The breaking news is that Professor Justin Wolfers (of the Wharton business school in Philadelphia) has responded to my unforeseeable attack and to the subsequent Mike Linksvayer’-s comment.
A quick response to Chris:
Let me clarify what I think the key puzzle is: the odds of either Democrats or Republicans are – literally – unchanged since the week before the 2004 election. It seems amazing to me that there has been *no news* that is relevant to the 2008 election.
And I don’t really know which way it should have gone (I’m not yet calling ‘08 for the Dems). For instance, Bush winning in ‘04 provides the Republicans with an incumbency advantage. Countering that, the last two years have provided the Dems with an advantage in the midterms, which you might think could persist to ‘08. And the cast of possible candidates is also starting to take shape, and the absence of Warner, the rise of Barak, and the continuing dominance of both Hillary and McCain are all important factors that we didn’t know about two years ago. All of this is hard to reconcile with the odds remaining unchanged.
I[n] response to Mike’s point: he is exactly correct to emphasize the difficulty in discerning the direction of causation between election outcomes and economic outcomes. But that is precisely the point of my forthcoming QJE paper with Snowberg and Zitzewitz (available at: PDF).
In that paper (which is what I describe in the WSJ), we look at stock market reactions to what are clearly random (or exogenous) shocks to the expectations of Bush’s re-election – the leaked exit polls, and the subsequent vote count. These experiments allow us to draw inferences about how changes in electoral prospects drive economic outcomes.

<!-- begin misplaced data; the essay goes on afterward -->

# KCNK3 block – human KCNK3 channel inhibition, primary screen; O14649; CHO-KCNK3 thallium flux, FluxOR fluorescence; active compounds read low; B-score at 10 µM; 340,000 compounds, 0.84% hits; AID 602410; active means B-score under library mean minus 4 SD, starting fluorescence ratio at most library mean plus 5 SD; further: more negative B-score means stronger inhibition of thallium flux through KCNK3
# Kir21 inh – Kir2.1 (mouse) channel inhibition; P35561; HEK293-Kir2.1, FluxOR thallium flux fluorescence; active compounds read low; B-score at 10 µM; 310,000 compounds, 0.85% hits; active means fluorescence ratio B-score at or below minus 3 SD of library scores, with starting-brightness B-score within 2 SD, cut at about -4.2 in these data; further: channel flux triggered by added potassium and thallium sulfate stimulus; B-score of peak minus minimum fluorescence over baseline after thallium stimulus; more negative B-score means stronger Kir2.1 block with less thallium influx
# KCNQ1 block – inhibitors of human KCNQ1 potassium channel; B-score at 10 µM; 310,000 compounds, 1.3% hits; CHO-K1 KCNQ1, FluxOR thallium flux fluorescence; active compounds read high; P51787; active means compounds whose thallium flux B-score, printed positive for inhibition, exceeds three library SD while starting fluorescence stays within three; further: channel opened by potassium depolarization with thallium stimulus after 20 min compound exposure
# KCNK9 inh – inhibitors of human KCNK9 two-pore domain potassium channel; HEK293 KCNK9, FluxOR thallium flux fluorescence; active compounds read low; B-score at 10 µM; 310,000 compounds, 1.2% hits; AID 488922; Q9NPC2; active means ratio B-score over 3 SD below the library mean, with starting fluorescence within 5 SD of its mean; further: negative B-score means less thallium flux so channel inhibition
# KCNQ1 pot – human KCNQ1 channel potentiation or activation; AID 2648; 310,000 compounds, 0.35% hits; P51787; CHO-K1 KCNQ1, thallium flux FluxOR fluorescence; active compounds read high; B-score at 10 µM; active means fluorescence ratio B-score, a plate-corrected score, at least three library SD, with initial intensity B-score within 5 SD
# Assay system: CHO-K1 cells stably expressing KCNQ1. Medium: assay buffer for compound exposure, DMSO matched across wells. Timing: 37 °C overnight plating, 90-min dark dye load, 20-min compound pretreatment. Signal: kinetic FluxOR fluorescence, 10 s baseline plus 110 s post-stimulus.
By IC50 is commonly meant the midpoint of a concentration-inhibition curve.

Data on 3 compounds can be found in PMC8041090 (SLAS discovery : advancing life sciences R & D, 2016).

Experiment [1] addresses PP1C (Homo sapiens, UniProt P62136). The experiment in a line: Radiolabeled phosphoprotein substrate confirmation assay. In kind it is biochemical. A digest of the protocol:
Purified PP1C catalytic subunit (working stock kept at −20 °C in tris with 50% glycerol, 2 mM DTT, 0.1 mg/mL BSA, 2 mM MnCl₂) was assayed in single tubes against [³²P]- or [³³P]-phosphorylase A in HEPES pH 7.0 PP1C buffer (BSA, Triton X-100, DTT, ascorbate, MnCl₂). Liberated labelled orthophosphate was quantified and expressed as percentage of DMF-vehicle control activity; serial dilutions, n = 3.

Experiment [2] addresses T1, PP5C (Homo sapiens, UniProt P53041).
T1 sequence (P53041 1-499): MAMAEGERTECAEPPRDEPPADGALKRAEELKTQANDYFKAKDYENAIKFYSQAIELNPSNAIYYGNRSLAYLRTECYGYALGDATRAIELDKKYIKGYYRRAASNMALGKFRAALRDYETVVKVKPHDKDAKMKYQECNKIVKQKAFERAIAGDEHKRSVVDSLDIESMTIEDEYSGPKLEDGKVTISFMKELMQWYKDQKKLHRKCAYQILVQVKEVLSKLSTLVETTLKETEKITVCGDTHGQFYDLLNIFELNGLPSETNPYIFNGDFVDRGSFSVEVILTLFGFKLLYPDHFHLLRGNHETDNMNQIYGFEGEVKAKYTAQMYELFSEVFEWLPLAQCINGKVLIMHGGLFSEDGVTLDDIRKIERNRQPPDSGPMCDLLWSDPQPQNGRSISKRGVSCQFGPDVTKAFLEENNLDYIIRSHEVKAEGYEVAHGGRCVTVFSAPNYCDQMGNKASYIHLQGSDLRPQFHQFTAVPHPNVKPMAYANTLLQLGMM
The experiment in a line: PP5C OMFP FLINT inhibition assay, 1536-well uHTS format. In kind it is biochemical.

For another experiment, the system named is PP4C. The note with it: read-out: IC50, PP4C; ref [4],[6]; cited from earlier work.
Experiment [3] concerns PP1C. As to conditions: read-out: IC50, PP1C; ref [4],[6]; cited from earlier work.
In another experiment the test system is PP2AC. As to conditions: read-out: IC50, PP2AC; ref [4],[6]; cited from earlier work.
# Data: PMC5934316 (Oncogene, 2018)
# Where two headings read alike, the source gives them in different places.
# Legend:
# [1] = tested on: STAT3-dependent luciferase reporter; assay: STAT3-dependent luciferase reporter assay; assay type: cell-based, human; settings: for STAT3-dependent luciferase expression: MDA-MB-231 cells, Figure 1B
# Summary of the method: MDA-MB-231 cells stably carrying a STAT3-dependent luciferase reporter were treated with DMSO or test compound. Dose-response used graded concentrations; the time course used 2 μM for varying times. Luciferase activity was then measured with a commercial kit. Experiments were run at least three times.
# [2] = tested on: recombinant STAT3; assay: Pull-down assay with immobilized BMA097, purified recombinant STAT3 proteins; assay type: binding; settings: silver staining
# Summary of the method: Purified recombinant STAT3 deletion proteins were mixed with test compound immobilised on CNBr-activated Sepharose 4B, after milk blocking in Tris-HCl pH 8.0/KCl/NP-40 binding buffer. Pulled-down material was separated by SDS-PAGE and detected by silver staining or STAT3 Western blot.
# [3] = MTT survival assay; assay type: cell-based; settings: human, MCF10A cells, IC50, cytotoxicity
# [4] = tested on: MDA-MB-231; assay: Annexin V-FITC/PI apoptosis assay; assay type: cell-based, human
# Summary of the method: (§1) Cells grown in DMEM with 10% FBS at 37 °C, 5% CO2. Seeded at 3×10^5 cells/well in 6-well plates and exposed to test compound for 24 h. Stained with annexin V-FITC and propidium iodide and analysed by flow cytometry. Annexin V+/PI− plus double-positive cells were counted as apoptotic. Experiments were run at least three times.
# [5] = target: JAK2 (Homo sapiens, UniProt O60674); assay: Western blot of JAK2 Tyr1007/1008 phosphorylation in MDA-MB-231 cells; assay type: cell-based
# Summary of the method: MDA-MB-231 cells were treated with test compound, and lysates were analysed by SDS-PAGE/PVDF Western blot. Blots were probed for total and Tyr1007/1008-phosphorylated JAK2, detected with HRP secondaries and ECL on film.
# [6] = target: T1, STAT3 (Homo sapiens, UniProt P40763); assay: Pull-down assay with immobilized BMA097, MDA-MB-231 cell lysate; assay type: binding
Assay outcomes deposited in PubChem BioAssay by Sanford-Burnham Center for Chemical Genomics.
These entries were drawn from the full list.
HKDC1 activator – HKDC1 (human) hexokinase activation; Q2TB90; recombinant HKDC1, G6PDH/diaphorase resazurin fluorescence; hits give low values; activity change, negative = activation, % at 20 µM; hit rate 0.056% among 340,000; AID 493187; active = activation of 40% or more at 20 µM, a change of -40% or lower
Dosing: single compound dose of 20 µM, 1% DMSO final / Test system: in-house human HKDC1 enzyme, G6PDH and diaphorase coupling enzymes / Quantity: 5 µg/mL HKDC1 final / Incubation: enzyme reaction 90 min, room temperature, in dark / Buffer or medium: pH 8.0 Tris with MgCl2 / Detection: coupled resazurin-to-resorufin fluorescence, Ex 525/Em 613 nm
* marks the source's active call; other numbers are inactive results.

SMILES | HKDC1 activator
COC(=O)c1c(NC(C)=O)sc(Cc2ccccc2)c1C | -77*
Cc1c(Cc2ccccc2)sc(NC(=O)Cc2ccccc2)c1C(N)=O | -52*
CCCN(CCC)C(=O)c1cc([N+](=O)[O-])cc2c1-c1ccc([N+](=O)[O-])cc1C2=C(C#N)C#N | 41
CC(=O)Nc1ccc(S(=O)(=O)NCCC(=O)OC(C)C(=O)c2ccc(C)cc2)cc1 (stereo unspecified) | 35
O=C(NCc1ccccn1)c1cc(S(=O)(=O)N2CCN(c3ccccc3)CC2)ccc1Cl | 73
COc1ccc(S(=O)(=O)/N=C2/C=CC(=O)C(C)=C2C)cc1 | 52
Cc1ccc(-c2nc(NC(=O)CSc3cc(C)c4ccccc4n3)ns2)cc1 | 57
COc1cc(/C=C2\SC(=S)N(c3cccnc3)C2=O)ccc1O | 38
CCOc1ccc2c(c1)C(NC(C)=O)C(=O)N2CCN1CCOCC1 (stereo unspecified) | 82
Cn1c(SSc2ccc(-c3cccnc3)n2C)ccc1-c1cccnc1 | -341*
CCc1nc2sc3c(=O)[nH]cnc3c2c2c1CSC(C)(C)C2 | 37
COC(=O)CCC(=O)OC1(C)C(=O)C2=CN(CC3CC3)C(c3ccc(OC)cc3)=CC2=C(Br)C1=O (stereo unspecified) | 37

The Abstract Of That Paper:
Partisan impacts on the economy: Evidence from prediction markets and close elections – by Erik Snowberg, Justin Wolfers and Eric Zitzewitz – (PDF) – 2006-03-XX
Analyses of the effects of election outcomes on the economy have been hampered by the problem that economic outcomes also influence elections. We sidestep these problems by analyzing movements in economic indicators caused by clearly exogenous changes in expectations about the likely winner during Election Day. Analyzing high frequency financial fluctuations following the release of flawed exit poll data on Election Day 2004, and then during the vote count, we find that markets anticipated higher equity prices, interest rates and oil prices and a stronger dollar under a Bush presidency than under Kerry. A similar Republican-Democrat differential was also observed for the 2000 Bush-Gore contest. Prediction market based analyses of all Presidential elections since 1880 also reveal a similar pattern of partisan impacts, suggesting that electing a Republican President raises equity valuations by 2 3 percent, and that since Reagan, Republican Presidents have tended to raise bond yields.